While Battlestar Galactica: The Board Game (BSG) is not my favorite game, it’s definitely in my top 10. Like several of the others, it’s a long game and there’s just something I love about being taken to another world for hours on end.
Regardless, Battlestar Galactica is definitely one of the greatest board games ever. If a board game is that good, people will find a way to play it.
If you frequently visit BoardGameGeek, you’ll notice that their forums can be pretty active. What you might not have noticed is that many games have a Play by Forum section. Dedicated gamers don’t like to let distance or lack of time stop them from playing, so they look for new opponents and ways to play. Thanks to Fantasy Flight Games’ generous cooperative stance with the BSG community, as long as you own a copy of the game, you can play it in the forum with other game owners.
Battlestar Galactica: The Board Game is one of the most played games on BoardGameGeek’s forums. Since March 2009, over 600 games have been verifiably played this way. That doesn’t count the harder to quantify number of variant games, which stray too far from the original rules. The only game that came close is A Game of Thrones: The Board Game (Second Edition) with 460 plays. Most other games on the forums had fewer than 10 plays.
To play BSG by forum, it’s usually a minimum of 5 players committing to one action per day for 2-3 months. Lasting around 3 hours in person, the Play by Forum (PBF) game lives with you for months. That’s dedication.
What makes Battlestar Galactica: The Board Game so great that people would go to such effort to play? Its licensed theme is part of it. The show was about a race of robotic AI called Cylons. They were at war with humanity, entered a truce, and recreated themselves into flawless human-like copies. The Cylons broke the truce by infiltrating the planetary defense systems and almost wiping out humanity by nuking all 12 planets at once. The surviving humans found themselves on various ragtag ships being guarded by the Battlestar Galactica, a derelict ship, and its stubborn crew. Unfortunately, Cylons were hiding among the fleet.
The game really captures the feeling of the first season of the show. After I started playing the game, I was driven to rewatch the entire series again. I know of other players who were inspired to watch the show for the first time after playing the game. Just like on the show, you feel that humanity is on the brink of extinction constantly fighting against the odds with a growing sense of paranoia unless you’re one of the saboteurs hiding a contemptuous grin. These feelings are unreasonably fun and addictive.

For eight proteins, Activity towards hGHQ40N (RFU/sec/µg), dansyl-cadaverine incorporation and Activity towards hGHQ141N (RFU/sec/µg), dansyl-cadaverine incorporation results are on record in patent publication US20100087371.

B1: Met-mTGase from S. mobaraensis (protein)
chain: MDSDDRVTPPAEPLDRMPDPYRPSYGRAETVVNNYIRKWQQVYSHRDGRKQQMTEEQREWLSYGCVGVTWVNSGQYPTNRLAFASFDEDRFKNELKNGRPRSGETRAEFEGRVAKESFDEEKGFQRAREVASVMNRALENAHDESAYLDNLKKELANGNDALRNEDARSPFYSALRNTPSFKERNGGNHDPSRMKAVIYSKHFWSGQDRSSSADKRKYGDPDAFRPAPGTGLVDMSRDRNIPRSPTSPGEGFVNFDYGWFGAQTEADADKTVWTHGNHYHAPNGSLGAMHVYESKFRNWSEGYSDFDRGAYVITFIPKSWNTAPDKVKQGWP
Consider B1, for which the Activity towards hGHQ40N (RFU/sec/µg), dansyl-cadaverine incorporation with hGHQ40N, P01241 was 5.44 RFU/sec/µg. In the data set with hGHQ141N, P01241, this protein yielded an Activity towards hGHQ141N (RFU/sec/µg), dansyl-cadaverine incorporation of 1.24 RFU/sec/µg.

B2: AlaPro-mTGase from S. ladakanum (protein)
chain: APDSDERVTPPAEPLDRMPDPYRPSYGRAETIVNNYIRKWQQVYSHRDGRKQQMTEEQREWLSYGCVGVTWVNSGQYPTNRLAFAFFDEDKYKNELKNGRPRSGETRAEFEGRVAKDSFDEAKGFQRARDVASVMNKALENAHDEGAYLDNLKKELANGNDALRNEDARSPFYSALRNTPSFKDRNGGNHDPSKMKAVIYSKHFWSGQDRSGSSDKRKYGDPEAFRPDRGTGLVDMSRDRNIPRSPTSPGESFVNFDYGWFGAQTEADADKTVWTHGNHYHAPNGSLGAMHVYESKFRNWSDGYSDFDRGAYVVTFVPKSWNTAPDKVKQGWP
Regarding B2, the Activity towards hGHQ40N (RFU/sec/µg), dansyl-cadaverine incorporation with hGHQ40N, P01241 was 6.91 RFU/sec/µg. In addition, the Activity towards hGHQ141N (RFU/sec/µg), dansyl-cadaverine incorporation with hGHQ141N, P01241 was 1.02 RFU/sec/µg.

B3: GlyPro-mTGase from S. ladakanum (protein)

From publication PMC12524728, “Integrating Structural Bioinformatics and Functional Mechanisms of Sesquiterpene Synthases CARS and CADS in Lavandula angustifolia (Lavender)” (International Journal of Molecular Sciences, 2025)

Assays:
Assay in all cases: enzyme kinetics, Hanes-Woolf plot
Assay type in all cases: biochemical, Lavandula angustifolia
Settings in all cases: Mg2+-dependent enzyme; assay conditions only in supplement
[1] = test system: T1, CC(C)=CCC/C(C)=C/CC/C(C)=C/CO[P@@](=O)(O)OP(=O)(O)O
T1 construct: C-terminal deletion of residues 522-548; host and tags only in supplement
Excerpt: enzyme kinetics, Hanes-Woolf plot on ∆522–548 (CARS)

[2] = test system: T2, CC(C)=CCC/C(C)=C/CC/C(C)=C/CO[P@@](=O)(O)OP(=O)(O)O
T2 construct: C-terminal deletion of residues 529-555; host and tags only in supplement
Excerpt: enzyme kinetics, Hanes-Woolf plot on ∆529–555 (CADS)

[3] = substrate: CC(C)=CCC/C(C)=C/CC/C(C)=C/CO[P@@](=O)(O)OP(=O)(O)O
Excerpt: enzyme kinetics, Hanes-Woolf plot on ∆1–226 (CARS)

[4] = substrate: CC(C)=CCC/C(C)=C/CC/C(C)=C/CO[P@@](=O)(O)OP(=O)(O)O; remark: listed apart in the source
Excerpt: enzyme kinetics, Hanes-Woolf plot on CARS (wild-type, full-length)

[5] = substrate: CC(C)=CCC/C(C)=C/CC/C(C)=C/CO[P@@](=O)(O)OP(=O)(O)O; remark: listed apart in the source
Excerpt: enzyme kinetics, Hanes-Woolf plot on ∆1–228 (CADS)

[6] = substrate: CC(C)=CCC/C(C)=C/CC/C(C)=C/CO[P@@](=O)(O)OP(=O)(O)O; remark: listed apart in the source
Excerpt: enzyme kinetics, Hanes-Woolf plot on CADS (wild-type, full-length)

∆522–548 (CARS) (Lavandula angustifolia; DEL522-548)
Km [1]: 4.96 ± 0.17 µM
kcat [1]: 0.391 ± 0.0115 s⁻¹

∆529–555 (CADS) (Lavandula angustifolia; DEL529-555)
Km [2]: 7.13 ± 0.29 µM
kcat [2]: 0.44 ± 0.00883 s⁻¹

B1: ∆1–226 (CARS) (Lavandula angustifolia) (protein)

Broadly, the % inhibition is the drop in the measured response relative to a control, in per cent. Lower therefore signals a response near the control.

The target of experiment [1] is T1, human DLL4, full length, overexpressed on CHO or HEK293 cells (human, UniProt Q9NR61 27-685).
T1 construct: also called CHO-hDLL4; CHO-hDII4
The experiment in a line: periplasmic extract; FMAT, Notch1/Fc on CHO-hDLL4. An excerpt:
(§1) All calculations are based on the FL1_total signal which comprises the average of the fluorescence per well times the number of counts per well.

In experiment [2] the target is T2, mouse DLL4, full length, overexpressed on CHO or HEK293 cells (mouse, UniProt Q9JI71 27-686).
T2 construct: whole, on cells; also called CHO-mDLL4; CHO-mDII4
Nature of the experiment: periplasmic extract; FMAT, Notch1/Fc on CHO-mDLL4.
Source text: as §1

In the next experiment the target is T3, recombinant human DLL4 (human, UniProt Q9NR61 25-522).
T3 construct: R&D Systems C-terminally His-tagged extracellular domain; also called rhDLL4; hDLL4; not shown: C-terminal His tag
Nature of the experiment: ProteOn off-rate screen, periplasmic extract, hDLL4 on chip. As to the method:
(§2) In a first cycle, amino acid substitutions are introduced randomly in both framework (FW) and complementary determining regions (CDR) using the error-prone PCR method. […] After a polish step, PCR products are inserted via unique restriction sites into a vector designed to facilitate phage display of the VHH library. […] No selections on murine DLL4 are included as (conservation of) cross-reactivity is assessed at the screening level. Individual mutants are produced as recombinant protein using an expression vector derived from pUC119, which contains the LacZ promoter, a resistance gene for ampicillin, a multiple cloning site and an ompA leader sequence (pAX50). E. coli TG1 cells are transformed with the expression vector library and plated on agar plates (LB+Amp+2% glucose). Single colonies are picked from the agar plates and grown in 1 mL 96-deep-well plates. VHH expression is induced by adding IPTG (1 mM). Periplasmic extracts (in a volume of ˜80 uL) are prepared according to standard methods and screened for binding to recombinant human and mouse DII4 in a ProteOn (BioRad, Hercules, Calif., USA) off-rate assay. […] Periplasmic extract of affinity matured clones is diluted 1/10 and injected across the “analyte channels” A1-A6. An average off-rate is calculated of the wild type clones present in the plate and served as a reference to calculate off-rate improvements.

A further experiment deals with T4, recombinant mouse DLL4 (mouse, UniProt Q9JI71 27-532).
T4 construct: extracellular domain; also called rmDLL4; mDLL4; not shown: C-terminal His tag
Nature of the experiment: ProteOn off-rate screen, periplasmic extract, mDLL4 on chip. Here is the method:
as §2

“Wait, if this game is so great, why should we abandon ship? You’ve done nothing but praise this thing.” Here’s why you might look for an escape pod:
Length. It takes around 3 hours to play unless you get a fairly bad draw (two Cylons before the first half of the game or just a really bad run of events). Most people simply don’t have the time to play a game for 3 hours and even more don’t want to. Though, a 3 hour tour on the Battlestar Galactica is far shorter than a game of Twilight Imperium, one of the next best space games out there.
License. First, the show is growing old. Battlestar Galactica is a 2004 reboot of a 1978 show. Fewer and fewer people are going to know about the show and thus seek out the game. Those who manage to stumble onto this game will have an increasingly harder time finding the show, which leads into the second problem with the license.
Fantasy Flight Games acquired the license from the show owners and speculation abounds that they could not or would not renew it. The gaming company no longer prints the game and is tight-lipped about why.
Due to its popularity, there are very few copies that haven’t been sold or opened. Even used copies can go for $200. That’s more expensive than Gloomhaven or Twilight Imperium IV brand new and it has a whole lot less in the box than these games. Seeing how you should own a copy to play via forum, the PBF community can no longer grow quickly.
With such demand, you would think that Fantasy Flight Games would reprint and cash in, but licensing may prohibit it.
Semi-Cooperativeness. Sometimes Battlestar Galactica gets introduced as a cooperative game with traitor(s). But it’s a bit more complicated than that. Unless you pull a “You are a Cylon” card at the very beginning, you can’t be certain of your own loyalty, which means you really don’t know whose team you are on. If you turn Cylon in the second half of the game, you’ll regret having played too pro-Human in the first half. Truthfully, you are on Team You, and You benefit by being cautiously selfish until the second half. You want to be prepared to be on either team and be in control if possible. Some people may be turned off by that.
It Might Be a Derelict Ship, but It Still Flies
Despite these shortcomings, I urge you to join the crew of the Battlestar Galactica on its journey to save humanity. Find a way to play this game. Several times. Due to some of the randomness, it takes more than one game to get a handle on it. Maybe you’ll get lucky and find a copy in a local gaming store at a reasonable price. If so, grab that copy!
If you do, you’ll enjoy a great game and be inspired to watch a great show, possibly again.
Whether you get to or not, there is an upcoming similar game that may fix its flaws. Warehouse 13: The Board Game, based on another SyFy show, will have a hidden traitor and use dice, much like a variant speed version of BSG. Warehouse 13 was another great show and early reviews suggest its gaming namesake captures the heart of the show very well. Warehouse 13 should play quicker than BSG and be fully cooperative — no shifting loyalties. Here’s hoping it’ll be easier to get to the table.